When you have to cut your dress off, function trumps style

MIT's Open Style Lab creates functional, stylish clothes for those with disabilities.

Courtesy of Kira Bender
MIT Open Style Lab fellow Alex Peacock's sketch of a glove that can be easily worn by his client, Ryan DeRoche, who has fisted hands due to a spinal cord injury.

Angie Shyr had worn her new black, form-fitting dress for her performance at a big concert. The musician, whose stage name is Jackie Highway, had no problem pulling it on over her head when she got dressed – but when she got home to take it off, she couldn’t. Her severe arthritis was acting up and she couldn’t grasp the tight material firmly enough to pull it off. She walked around her apartment for five hours trying, even asking two neighbors for help. Finally, she says, “I thought, ‘there is no way I can get this dress off.’ ” She grabbed a pair of scissors and cut it off, right down the front.

Experiences like Ms. Shyr’s were the inspiration for Grace Teo and Alice Tin to start Open Style Lab at the Massachusetts Institute of Technology to create clothing easy to don and doff by those with disabilities. During her medical-engineering PhD program at MIT, Ms. Teo worked with patients at local hospitals and would ask, “What do you miss most about being healthy?” Two, wearing outfits without buttons or zippers, said they missed being able to easily dress. 

Teo realized there weren’t functional, stylish clothes for those with disabilities: “We spend hundreds of thousands of dollars trying to solve these really complex problems, and here I was looking at a problem that was simple. It was something I thought could be fixed right now and something that would impact someone’s life on a day-to-day basis.”

Teo and Ms. Tin began Open Style Lab, which brought together eight teams of three to work with clients for 10 weeks last summer to find clothing suitable for whatever challenges they faced and their needs.

“We wanted the projects to look cool,” Tin says. “We wanted them to be something people wanted to wear.”

Final presentations in August included simple alterations, such as replacing buttons with magnetic strips or adding extra zippers to jackets, as well as high-tech options, such as a cooling system that attaches to a shirt to help regulate body temperature. 

Team Angie – Tara Ebsworth, Sam Hong, and Eleanor Mockler – showed off solutions for a wrap dress of Shyr’s. She couldn’t undo its snap closures, so they replaced them with Velcro. Some of Shyr’s other pieces had small zippers impossible for her to grasp. The solution: a bigger, easy to grasp, removable clasp. 

As Shyr modeled her new look, someone in the crowd asked, “Where can I buy it?”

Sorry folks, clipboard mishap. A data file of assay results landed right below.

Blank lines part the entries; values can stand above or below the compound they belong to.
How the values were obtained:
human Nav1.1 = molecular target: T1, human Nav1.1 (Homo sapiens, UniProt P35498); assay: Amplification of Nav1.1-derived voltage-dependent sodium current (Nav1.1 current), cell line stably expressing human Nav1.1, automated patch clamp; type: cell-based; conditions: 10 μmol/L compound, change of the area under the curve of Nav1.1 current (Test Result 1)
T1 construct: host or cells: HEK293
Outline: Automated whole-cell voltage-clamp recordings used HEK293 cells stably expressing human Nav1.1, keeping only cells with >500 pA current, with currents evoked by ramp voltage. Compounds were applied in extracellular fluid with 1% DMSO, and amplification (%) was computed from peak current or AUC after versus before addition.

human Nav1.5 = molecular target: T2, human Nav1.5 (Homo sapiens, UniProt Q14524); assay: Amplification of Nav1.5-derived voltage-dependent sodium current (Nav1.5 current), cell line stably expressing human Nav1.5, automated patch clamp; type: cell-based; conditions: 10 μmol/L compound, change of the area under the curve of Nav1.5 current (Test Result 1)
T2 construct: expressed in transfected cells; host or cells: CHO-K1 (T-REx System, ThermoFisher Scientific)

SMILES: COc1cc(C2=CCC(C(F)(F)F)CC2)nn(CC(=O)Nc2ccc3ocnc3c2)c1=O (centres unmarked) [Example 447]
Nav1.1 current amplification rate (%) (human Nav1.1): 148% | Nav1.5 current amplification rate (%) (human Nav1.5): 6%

Shyr beamed as she talked about her new clothing: “When I joined Open Style Lab, I hoped to make my wardrobe something I didn’t have to think about. My new outfits are comfortable, convenient, and stylish; they make me feel like I am normal.”

You've read  of  free articles. Subscribe to continue.

Dear Reader,

About a year ago, I happened upon this statement about the Monitor in the Harvard Business Review – under the charming heading of “do things that don’t interest you”:

“Many things that end up” being meaningful, writes social scientist Joseph Grenny, “have come from conference workshops, articles, or online videos that began as a chore and ended with an insight. My work in Kenya, for example, was heavily influenced by a Christian Science Monitor article I had forced myself to read 10 years earlier. Sometimes, we call things ‘boring’ simply because they lie outside the box we are currently in.”

If you were to come up with a punchline to a joke about the Monitor, that would probably be it. We’re seen as being global, fair, insightful, and perhaps a bit too earnest. We’re the bran muffin of journalism.

But you know what? We change lives. And I’m going to argue that we change lives precisely because we force open that too-small box that most human beings think they live in.

The Monitor is a peculiar little publication that’s hard for the world to figure out. We’re run by a church, but we’re not only for church members and we’re not about converting people. We’re known as being fair even as the world becomes as polarized as at any time since the newspaper’s founding in 1908.

We have a mission beyond circulation, we want to bridge divides. We’re about kicking down the door of thought everywhere and saying, “You are bigger and more capable than you realize. And we can prove it.”

If you’re looking for bran muffin journalism, you can subscribe to the Monitor for $15. You’ll get the Monitor Weekly magazine, the Monitor Daily email, and unlimited access to CSMonitor.com.

QR Code to When you have to cut your dress off, function trumps style
Read this article in
https://www.csmonitor.com/USA/Society/2014/1116/When-you-have-to-cut-your-dress-off-function-trumps-style
QR Code to Subscription page
Start your subscription today
https://www.csmonitor.com/subscribe